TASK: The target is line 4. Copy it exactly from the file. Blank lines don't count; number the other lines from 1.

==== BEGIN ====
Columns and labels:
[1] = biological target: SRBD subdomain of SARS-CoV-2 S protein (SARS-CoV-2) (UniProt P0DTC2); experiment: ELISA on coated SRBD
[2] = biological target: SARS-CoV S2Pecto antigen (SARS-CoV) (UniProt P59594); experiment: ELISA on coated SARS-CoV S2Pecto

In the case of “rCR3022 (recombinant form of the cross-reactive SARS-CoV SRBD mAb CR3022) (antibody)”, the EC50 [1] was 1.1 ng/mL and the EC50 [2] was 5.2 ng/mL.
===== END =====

In the case of “rCR3022 (recombinant form of the cross-reactive SARS-CoV SRBD mAb CR3022) (antibody)”, the EC50 [1] was 1.1 ng/mL and the EC50 [2] was 5.2 ng/mL.